In part zero and one I explained why you would find us in the UK in May-June. The UK, in this case, means the Cornish town of Falmouth. Falmouth has the third deepest natural harbour in the world and the deepest in Western Europe. It’s name is also derived from the river Fal. It is claimed that an earlier Celtic name for the place was Peny-cwm-cuic (which translates as ‘head of the creek’) which is anglicised as “Pennycomequick”. Isn’t language fun!
While we didn’t get to see it, there is lots to see that is more than 50 years old which is the average age of most things in Australia. For example, at the entrance to the Carrick Roads, Pendennis Castle was strengthened to resist the Spanish Armada and was the second to last fort to surrender to the Parliamentary Army in the English civil war. Hmm….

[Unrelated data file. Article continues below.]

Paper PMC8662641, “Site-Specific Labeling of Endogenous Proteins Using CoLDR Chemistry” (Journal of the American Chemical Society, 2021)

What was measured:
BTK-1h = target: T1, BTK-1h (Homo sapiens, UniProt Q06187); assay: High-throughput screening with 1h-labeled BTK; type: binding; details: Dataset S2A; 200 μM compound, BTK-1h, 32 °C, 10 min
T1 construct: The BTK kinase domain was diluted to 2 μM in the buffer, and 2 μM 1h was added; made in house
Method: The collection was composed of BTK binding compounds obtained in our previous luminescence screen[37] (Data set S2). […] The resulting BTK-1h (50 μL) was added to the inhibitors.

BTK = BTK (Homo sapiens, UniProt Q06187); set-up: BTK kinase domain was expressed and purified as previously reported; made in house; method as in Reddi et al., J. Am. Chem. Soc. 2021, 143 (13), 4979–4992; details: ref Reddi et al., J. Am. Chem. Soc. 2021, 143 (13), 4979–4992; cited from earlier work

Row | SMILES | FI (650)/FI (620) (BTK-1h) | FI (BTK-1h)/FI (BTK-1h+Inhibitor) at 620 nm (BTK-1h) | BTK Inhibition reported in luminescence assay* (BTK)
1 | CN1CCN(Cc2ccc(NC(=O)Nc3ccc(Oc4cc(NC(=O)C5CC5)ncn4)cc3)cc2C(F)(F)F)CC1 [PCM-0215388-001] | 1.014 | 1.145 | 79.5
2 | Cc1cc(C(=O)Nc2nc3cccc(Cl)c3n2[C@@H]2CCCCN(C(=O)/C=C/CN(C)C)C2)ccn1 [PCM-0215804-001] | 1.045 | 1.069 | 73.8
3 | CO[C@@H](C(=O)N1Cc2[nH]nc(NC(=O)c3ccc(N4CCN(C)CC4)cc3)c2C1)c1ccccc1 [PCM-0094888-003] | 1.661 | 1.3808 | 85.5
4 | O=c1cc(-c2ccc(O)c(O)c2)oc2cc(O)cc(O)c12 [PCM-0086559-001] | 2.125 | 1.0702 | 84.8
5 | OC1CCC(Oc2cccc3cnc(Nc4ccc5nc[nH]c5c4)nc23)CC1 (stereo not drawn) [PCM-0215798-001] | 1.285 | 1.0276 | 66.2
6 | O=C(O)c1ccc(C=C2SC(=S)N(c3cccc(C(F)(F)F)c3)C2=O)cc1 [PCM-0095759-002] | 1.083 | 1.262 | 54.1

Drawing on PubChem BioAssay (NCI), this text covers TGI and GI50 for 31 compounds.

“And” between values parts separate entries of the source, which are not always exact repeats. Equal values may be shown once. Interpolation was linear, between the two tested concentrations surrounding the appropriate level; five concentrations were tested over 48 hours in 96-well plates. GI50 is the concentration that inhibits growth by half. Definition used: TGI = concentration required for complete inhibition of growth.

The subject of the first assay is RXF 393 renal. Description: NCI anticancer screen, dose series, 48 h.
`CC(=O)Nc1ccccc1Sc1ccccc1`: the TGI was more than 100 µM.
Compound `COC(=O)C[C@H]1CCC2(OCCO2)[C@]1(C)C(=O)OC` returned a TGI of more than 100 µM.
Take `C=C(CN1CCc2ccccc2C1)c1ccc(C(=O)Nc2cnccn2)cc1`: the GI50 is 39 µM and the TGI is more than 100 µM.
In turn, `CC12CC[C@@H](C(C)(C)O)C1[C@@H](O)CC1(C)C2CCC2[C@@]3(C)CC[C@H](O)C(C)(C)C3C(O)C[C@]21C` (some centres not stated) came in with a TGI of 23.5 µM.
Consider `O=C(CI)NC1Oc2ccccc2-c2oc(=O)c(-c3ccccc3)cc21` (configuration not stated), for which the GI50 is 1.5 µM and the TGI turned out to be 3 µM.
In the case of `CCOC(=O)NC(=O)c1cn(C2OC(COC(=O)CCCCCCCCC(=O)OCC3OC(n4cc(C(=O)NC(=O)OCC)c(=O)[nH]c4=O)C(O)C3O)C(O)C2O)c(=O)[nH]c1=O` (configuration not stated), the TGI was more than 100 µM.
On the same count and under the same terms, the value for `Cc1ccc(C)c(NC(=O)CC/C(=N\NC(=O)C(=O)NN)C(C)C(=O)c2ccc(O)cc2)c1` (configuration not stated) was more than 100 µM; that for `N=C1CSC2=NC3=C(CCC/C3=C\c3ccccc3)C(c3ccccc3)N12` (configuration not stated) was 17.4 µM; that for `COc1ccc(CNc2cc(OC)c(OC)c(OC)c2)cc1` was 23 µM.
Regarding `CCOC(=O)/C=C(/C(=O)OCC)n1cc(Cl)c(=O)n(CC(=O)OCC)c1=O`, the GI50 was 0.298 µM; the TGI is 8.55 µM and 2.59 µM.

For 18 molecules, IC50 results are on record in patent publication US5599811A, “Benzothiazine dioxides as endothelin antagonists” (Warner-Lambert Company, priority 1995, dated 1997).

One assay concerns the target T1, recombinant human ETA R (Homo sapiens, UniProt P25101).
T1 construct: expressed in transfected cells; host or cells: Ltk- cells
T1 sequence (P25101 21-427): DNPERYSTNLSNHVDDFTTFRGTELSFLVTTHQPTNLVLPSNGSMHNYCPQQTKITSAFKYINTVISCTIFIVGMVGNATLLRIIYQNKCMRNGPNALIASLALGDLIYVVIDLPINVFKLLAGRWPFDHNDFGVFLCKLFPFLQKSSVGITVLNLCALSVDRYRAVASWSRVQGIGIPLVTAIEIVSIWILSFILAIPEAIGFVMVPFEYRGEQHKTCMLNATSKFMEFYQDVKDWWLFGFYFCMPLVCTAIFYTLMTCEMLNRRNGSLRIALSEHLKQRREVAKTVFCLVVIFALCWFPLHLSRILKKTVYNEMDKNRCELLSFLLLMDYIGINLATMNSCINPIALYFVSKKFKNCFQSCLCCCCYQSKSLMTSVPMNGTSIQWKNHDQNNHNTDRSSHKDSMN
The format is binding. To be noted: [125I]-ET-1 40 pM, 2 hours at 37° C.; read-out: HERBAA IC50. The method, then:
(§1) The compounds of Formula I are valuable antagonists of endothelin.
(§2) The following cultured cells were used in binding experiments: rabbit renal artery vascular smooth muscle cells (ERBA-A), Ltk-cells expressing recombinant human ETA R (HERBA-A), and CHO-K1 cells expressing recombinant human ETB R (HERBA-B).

Cornish Cruising do numerous RYA courses and, run by Nick, we had two fantastic teachers in Phil and Bob, and were joined by local lad Jack who already knew the area better than most since he was on the water since he was four years old and his father ran a local boat charter and fishing business!
Here are a set of photos from the four days of course. We didn’t get any chance to look around on land much as the course often went until 7 or 8 at night.